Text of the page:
And that “grand moment” that you’re longing for will happen, but somewhere along the way you’ll come to find that each and every day you have the opportunity to make a difference. You don’t just have the opportunity to let your light shine and make a difference on stage or speaking in front of a crowd; you have that opportunity each and every day just by living your life. You’ll eventually start your own blog and twitter account, which will give you the opportunity to share you’re thoughts and opinions with the world. Believe me, you’ll get a kick out of that.

I should probably also warn you that the time between Freshman and Junior year is going to spin a little bit out of control. You’ll lose friends, deal with various situations, and struggle to stay strong. But don’t worry! There’s a light at the end of the tunnel (I was there, so you can trust me)! You’ll meet a really nice girl during the summer between 9th and 10th grade. You’ll become good friends and grow closer to some of your current friends. You’ll also become friends with a girl from Texas and communicate via video chat. The age of the technology…

It will take time, but you’ll finally move on from all of the stress that hit you in the face during that time period. You’ll begin taking a theater class, which will quickly become your favorite class. You’ll love the craziness and camaraderie, and become good friends with your classmates. You’ll perform plays, act out skits, and laugh a whole lot!

You’ll also start going to a new church and feel very at home there. It will start out meeting in a movie theater and they’ll play really cool Christian electro-music. You’ll walk in and it will feel unlike any church you’ve ever been to. You’ll learn a lot from your new church, Christian blogs, and a really cool online Christian magazine called RELEVANT.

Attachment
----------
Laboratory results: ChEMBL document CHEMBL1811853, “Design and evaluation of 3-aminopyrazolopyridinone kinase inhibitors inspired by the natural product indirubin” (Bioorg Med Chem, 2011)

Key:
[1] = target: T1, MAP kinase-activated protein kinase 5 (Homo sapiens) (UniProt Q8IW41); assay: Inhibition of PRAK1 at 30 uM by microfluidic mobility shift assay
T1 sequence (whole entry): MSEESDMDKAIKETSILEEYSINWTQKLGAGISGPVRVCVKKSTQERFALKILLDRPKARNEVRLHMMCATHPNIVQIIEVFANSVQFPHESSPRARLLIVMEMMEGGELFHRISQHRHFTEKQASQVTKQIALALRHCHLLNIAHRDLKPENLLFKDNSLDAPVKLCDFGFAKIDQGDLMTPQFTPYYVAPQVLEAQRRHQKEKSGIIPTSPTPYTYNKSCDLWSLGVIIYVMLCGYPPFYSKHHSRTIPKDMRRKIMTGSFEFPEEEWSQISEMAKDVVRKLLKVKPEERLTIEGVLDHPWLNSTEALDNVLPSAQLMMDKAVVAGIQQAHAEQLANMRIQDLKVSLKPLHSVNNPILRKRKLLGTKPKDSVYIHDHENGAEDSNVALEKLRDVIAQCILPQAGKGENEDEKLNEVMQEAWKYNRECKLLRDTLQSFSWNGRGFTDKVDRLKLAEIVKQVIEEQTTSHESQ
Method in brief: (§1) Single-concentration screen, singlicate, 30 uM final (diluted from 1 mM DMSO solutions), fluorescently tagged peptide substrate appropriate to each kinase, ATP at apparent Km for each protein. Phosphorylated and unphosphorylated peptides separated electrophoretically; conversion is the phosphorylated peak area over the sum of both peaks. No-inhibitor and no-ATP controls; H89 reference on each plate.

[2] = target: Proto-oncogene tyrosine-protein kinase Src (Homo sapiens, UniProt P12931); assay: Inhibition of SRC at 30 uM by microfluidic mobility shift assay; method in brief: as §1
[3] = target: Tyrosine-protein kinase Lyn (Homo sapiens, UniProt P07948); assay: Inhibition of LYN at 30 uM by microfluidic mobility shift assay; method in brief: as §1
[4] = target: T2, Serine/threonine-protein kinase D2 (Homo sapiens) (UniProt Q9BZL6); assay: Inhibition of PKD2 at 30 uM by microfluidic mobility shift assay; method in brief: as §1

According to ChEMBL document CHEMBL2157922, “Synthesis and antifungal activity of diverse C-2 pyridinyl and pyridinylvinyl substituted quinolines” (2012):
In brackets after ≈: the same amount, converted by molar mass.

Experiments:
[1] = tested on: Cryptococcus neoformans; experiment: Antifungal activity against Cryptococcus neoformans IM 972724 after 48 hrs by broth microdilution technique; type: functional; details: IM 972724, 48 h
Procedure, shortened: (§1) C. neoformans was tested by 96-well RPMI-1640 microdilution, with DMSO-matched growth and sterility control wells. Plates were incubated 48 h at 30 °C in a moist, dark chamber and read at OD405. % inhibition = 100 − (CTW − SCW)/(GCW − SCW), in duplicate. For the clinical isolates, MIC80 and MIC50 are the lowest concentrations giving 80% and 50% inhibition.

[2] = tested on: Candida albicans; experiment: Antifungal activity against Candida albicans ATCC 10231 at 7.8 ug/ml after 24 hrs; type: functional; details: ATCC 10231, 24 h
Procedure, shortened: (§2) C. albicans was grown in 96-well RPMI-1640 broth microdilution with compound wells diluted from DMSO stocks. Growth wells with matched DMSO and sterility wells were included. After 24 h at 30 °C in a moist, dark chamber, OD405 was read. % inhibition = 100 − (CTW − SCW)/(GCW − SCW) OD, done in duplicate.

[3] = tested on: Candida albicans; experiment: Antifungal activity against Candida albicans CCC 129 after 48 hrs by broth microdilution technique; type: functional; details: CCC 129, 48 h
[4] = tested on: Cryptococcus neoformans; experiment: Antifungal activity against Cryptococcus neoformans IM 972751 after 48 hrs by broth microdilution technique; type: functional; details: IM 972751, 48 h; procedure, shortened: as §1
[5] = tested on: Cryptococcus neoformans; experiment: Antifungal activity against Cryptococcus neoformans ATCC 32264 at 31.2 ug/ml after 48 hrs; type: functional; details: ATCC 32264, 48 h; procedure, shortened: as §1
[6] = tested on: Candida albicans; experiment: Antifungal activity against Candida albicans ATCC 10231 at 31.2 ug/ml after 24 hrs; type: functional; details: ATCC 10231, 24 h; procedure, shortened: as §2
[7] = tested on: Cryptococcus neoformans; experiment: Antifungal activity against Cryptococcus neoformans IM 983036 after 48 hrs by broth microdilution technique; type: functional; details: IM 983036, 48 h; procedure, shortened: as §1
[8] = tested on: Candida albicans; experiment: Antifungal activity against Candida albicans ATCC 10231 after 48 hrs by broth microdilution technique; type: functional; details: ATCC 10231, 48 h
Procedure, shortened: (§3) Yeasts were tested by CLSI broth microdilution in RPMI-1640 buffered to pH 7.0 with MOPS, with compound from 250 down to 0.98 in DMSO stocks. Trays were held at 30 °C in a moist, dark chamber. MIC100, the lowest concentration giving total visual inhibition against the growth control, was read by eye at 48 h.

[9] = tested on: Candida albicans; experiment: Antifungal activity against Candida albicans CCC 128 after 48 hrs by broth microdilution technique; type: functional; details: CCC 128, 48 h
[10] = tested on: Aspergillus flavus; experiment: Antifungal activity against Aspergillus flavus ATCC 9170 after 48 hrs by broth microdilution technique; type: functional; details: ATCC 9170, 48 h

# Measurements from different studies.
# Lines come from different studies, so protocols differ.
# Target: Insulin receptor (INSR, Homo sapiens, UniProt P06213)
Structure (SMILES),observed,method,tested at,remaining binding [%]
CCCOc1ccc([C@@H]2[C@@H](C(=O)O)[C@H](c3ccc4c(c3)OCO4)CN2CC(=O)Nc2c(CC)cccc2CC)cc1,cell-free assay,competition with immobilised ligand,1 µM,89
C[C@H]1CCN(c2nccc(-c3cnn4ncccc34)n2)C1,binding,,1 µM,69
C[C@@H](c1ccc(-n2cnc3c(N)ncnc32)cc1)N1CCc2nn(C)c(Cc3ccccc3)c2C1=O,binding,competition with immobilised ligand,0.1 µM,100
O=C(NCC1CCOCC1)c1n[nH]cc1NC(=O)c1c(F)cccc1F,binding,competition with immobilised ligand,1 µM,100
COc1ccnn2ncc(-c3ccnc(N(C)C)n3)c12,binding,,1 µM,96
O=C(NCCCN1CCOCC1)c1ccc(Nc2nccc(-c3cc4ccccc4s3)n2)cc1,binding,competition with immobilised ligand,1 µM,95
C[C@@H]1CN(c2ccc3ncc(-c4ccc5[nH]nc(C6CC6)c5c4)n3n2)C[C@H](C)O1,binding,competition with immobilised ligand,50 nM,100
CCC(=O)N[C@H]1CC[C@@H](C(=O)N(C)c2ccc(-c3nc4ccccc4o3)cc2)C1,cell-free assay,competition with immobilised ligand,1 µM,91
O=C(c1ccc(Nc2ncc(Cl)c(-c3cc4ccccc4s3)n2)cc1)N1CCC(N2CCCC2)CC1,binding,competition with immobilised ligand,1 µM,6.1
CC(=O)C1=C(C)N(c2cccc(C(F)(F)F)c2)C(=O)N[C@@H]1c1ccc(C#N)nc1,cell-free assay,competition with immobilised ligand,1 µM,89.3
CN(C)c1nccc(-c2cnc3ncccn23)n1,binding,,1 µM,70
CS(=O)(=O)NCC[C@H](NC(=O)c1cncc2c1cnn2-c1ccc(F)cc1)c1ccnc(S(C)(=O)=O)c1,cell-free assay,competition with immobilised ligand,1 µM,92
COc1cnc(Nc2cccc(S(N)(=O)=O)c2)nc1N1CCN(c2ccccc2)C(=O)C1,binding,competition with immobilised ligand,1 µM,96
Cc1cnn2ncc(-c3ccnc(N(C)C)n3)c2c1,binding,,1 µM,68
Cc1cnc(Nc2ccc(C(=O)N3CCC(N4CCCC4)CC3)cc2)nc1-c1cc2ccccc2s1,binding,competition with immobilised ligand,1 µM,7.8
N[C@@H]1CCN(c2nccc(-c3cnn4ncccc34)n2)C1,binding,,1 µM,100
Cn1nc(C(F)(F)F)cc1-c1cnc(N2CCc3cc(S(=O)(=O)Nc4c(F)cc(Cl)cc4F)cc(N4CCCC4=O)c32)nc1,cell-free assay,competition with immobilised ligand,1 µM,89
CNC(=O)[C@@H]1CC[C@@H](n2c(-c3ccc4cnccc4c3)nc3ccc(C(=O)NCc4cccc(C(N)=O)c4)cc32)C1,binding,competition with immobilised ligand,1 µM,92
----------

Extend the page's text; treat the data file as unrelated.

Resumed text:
Finally, you’ll arrive here, writing this letter to yourself. You’ll make great friends, gain wonderful opportunities, and have some really cool classes. Oh sure, you’ll have your off days. But, you’ll grow to become confident and outgoing, beginning to see life as God’s story. And, if you had never experienced each chapter before this one, you may never have arrived where you are today.




Waiting And Trusting

Hey everyone! I’m back in the blogging world! Sorry for the long hiatus (apparently my last post was twenty-two days ago…eek!). I’ve been keeping busy with school and revising a book that I’m writing (or, should I say re-writing?).

But, I’m back and I finally came up with a topic to write about (YAY!!!). This post is going to be about…wait for it…wait for it…It’s going to be about waiting! Yeah…I tried to throw in a little joke there.

Lately, as I’m getting older and closer to becoming an adult, I’ve been hyper-focused on my dreams and goals. A couple of years ago, things like a future career seemed so far off. Something to worry about in the distant future. But, suddenly, everything feels super close, which raises a million unanswerable questions to surface. Will my writing career sink or swim? And if it does work out, how? Should I make this change or that change to my book? Are my characters distinct enough? Are they relatable?

And then there are the more universal concerns.

In a couple of years I’m going to be living on my own, will I be able to handle it? I still only have my permit and haven’t even been practicing my driving lately. Will I ever get the hang of it? And, what will college be like? Will I be able to handle college math (My worst subject)?

I find myself caught between now and the future, half wishing I could ride in the crazy scientist from Back To The Future‘s time machine and be assured that everything will fall into place. But, I have something better than a time machine: God’s word.

As Christians, we’re not left alone to worry about the future. God speaks about this topic numerous times throughout Scripture.